What must be remembered is this is an England team which spectacularly failed to qualify for the last major tournament. Although much of the blame was placed firmly on the shoulders of Steve McClaren it is largely the same group of players which have again come up short. Fabio Capello may have blown away the cobwebs of that campaign by firing England triumphantly through a qualifying group lacking much in the way of quality, but ever since the side arrived in South Africa there had been nothing to suggest these players were good enough to make a serious challenge.
There has been a distinct lack of pace when attacking the opposition in all four matches. It is difficult to comprehend how a team boasting the explosive talents of both Steven Gerrard and Wayne Rooney can be so labored and ponderous in attack. Prior to Sunday’s match both teams were highlighted as having shortcomings at centre-back with a lack of pace in both camps. However, it was only Joachim Loew’s side which used this to their advantage, playing their much heralded “Premier League” style pulling John Terry and Matthew Upson apart at will. A much criticised German side appears to have beaten England at their own game. Emphatically so.
This brings in a serious question not just in relation to the way Capello operates but the way in which England have always operated. England has no defined style of playing. There is no recent history of England success in major tournaments playing a certain way meaning there is a continual search for a foreign manager to create a system and way of winning. Germany is arguably the best example of a country which knows exactly what winning is about. This current German team has been much criticised in their home country and is playing without their inspirational captain but they still carry the tag of the tournament team. This means when going into the tournament they carry feelings of invincibility that they know they have the capabilities for a progression to the latter stages. When England make the finals of a major tournament there is nothing to indicate how a route to the business end will be achieved. It is always a situation of more questions than answers. This being highlighted emphatically this time around by Capello’s squad selection and the two opening games.
There is the argument England have the players who are good enough to do something in a major tournament and looking at the club achievements of many of the players it is difficult to disagree with this. However, following another disappointment it seems the burden of carrying the nation’s hopes is becoming all consuming. This is shown by the start contrasts in fortune between the attacking linchpins of the sides in Sunday’s game. Miroslav Klose has come into the tournament on the back of a poor season for Bayern Munich which saw him relegated to the bench for much of it. Playing for his national side, however, he looks sharp and like he knows exactly what positions to take up and where his teammates are. Rooney on the other hand having had such a successful season for Manchester United looks clueless and a shadow of himself. Much of the blame for Rooney’s performance has to be placed on his own shoulders but when anyalysing his World Cup against Klose’s we can see a huge difference in mentality. Klose knows his job. He knows the German success and he knows how to win World Cup matches. Rooney doesn’t have this luxury. As a nation England seems to be craving success without actually knowing how to achieve it, simply pinning the hopes on one man. This could not be further from the mentality of Germany. The successful English club sides do have this mentality. Of course there is expectation but this is backed up by a winning mindset ingrained in the history of the club. When Rooney goes into a vital Champions League match for United he has the confidence of past experience and knows exactly how to go about the performance to gain the win. This is missing when the club players pull on the Three Lions shirt.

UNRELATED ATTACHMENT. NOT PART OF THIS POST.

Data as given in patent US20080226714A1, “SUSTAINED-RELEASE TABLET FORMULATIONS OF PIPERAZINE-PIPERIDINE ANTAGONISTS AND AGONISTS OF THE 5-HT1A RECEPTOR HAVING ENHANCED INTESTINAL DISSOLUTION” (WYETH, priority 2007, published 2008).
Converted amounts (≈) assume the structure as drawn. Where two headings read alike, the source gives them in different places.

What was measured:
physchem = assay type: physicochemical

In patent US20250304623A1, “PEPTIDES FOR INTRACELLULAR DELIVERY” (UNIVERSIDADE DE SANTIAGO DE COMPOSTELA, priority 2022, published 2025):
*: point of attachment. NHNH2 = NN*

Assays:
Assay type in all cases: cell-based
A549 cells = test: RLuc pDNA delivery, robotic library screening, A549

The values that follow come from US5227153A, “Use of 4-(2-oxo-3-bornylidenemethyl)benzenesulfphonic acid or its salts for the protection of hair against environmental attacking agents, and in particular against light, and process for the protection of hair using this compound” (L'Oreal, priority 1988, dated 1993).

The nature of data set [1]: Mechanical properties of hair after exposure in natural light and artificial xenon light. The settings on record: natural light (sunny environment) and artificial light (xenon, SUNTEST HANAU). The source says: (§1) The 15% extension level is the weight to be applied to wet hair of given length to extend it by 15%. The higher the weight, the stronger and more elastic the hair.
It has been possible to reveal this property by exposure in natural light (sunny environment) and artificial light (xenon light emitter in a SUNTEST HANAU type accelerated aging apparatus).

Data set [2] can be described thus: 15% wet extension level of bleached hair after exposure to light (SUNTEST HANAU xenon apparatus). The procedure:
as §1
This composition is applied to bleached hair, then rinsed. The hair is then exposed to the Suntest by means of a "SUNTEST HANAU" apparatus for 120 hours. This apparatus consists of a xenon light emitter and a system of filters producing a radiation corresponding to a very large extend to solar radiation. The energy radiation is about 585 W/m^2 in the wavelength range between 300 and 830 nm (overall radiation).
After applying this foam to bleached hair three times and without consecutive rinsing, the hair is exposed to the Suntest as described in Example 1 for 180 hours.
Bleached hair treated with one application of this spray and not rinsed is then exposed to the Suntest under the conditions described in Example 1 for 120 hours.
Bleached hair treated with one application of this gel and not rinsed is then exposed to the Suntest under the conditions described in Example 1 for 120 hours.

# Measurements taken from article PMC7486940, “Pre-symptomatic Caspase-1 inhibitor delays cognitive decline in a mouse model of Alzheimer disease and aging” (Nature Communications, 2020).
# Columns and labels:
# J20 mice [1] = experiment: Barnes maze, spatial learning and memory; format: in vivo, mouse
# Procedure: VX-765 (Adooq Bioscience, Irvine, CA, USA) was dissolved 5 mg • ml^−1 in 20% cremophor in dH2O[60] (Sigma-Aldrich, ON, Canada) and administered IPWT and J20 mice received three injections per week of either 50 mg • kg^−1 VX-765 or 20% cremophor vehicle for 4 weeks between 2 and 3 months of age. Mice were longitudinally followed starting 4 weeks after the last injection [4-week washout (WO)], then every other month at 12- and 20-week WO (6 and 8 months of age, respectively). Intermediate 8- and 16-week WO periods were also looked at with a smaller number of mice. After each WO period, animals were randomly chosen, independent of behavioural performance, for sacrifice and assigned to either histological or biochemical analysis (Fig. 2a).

Following Lampard’s strike some may view England’s exit from this World Cup as cruel but it must be seen as one which was fully deserved. The only highlight was a win against the smallest nation in the competition putting the nature of the campaign in context. It is clear there is a vast amount of work and rebuilding to be done not only in relation to replacing those players coming to the twilight of their career, but also in instilling the winning mentality into the players and the camp. How this will be done following another dismal finals performance is a question that remains to be answered and a huge task for Capello if he remains in his post following his meeting with the FA.